This year I submitted a piece to the JS1K competition: “You Are Here“. JS1K is a competition for writing JavaScript demos that are no larger than 1024 bytes. This blog post describes some of the tricks I learned along the way:

  • Writing small code
  • Compressing data
  • Using Closure Compiler efficiently to minify the code
  • Using JSCrush to compress the code

Writing Small Code

There are the usual tips on how to write short code which I won’t list here. For inspiration, check out

Compressing Data

Algorithms that produce cool graphics without having to rely on any data are a good choice for the JS1K competition. However, if you do include a chunk of data – like I did – then the data should be a compressed as possible. Strings are often chosen for this because they yield more information per character than numbers. For example, this is how I originally encoded the map (reduced to Australia to keep it short):

var australia = [-22,112, -36,116, -32,136, -46,144, -28, 152, -10, 144, -18,140, -12, 132, -22, 112];

// now for each index
latitude = australia[index];
longitude = australia[index + 1];

I already compromised precision to one degree. But the integer array for the whole world was very long. Encoding the world as a string saved a lot of space:

var australia = "Bi;j=o6q?sHqDpGnBi";

latitude = australia.charCodeAt(index) * 2 - 90;
longitude = australia.charCodeAt(index+1) * 4 - 180;

Using strings, you can encode numbers from 0 to 255 in each character (plus escapes where necessary), and there is no need for commas between values. If you have enough data to encode, then the overhead of the decoder can be tiny. The decoder code from the example will be compressed quite well with JSCrush.

Using Closure Compiler To Minify JS1K Demos

Closure Compiler is excellent at minifying JavaScript. I can’t think of any excuse not to use it. You will have to massage the input and output scripts a little to make it work perfectly for the JS1K competition, though.

These tips are for running Closure Compiler in “advanced” mode. In order to use the compiler to its full potential you may also want to read the Closure Compiler documentation.

Writing JavaScript For Closure Compiler

  • A lot of the tricks of the trade (ternary operators, etc) for writing small code is automated in Closure Compiler. It’s probably still a good idea to use them.
  • Use meaningful variable, function, and function parameter names when you write the script. Closure Compiler will minimize them for you.
  • Declare all variables and function with var if you want their names to be minimized.
  • Use the variables declared in the shim in your script normally. Closure Compiler will detect them and preserve their names.
  • You may have to prevent inlining (see below).

For example:

var currentRadius = 100;

var circumference = function (radius)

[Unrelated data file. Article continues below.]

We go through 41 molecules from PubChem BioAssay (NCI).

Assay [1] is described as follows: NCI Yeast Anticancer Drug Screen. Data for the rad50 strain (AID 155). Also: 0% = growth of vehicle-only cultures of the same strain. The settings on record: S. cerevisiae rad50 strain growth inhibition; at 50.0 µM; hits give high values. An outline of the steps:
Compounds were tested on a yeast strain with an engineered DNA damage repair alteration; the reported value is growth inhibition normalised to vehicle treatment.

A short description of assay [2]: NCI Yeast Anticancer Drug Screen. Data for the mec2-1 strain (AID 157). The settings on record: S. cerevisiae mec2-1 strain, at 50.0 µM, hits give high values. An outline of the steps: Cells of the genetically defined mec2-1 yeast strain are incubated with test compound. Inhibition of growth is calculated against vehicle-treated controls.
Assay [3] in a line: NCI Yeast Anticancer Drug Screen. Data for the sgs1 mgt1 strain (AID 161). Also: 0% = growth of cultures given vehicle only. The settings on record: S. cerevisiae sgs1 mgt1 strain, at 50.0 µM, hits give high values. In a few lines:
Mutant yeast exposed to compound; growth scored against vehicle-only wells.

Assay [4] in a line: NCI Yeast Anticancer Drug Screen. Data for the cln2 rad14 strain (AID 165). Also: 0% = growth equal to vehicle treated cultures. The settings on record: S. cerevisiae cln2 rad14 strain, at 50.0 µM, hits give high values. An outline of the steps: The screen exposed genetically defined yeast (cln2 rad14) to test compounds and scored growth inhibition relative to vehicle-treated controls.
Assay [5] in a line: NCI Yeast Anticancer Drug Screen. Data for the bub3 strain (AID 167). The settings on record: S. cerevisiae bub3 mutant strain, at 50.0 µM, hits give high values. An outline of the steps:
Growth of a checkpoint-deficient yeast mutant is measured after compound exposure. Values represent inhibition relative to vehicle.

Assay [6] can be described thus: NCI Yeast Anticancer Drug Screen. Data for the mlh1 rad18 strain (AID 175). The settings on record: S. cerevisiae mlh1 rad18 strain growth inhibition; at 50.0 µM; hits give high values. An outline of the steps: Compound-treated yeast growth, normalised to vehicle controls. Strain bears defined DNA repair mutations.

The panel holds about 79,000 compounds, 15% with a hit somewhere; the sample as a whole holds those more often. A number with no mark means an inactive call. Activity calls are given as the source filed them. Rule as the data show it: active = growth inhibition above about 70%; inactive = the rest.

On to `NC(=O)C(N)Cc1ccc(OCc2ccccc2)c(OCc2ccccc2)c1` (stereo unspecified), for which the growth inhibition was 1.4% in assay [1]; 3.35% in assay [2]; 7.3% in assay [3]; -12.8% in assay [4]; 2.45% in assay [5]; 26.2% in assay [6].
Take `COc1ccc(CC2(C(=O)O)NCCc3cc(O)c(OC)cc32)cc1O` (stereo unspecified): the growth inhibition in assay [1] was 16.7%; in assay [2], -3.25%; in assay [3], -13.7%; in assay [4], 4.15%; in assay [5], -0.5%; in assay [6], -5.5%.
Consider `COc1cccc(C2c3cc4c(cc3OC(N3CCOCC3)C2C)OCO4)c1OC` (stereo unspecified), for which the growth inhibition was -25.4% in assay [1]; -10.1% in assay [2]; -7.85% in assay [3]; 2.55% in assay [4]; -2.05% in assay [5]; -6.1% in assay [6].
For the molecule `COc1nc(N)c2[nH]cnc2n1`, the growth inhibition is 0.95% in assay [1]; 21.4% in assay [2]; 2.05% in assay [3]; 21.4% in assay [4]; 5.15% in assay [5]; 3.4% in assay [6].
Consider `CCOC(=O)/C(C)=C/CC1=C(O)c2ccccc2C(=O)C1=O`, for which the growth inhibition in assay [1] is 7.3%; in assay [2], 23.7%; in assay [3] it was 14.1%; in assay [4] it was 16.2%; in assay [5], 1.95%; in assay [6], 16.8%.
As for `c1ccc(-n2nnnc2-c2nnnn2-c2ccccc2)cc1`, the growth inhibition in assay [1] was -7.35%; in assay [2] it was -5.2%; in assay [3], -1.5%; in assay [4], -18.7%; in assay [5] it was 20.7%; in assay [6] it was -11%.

return 2 * Math.PI * radius;

theCircumference = circumference(currentRadius);

In this case, currentRadius, circumference, and radius will be renamed a, b, and c. theCircumference was not declared with var und will not be renamed.

Actually, Closure Compiler will often go further than that and will use inlining to compress the above script to


Sometimes, Closure Compiler’s aggressive inlining will result in larger code, so you might have to prevent it from inlining some functions or variables. You can force Closure to preserve variables by assigning to them, and we can preserve function by assigning them to a global variable. If you add the following lines to the bottom of the previous unminified source, then currentRadius will be renamed but not inlined. The same goes for circumference.

currentRadius = 1;
dummy = circumference;

A pitfall to look out for is that

var width=height=500;

is equivalent to

var width=height;

This means that in this case, “height” would not be renamed.

Massaging Closure Compiler Output

You will most likely have to modify the minified script by hand:

  • You can probably remove each instance of “var”.
  • You may have had to break chained variable declaration and assignment to get good results (see the pitfall just above this section). Now is the time to restore these.
  • If you had to prevent Closure Compiler from inlining variables and functions, then you should remove the dummy code from the end of the script.

Using JSCrush To Compress the Code

JSCrush was developed as part of a JS1K 2010 entry. It really is a beautiful idea and implementation. I suggest studying JSCrush output at least once to understand how it works.

At first I wasn’t sure if using JSCrush was a good idea. And I wonder if the JS1K organizer wasn’t sure either as the competition after JSCrush came up forbid the use of eval functions. But in the end it’s a brilliant idea and the current rules don’t forbid it.

In order for JSCrush to work well, consider that you get the best compression if text is repeated:

  • Let Closure Compiler inline your constants. Normally, it would be good to assign a=12345 and then to only use a in your script. With JSCrush, you may save a byte if you use 12345 throughout the script.
  • Make all function signatures the same. After Closure Compiler, all functions should use the same list of parameter names already, so this step should be easy. If you have a=function(b,c) and d=function(b,c,e), then change a into a=function(b,c,e).
  • If your script includes a data section, consider that the data will only be well compressed if there is repetition in it.

In the end these are just some tools of the trade. If you look at the amazing JS1K entries over the years, it’s obvious that creativity and skill are the major factors in writing amazing demos.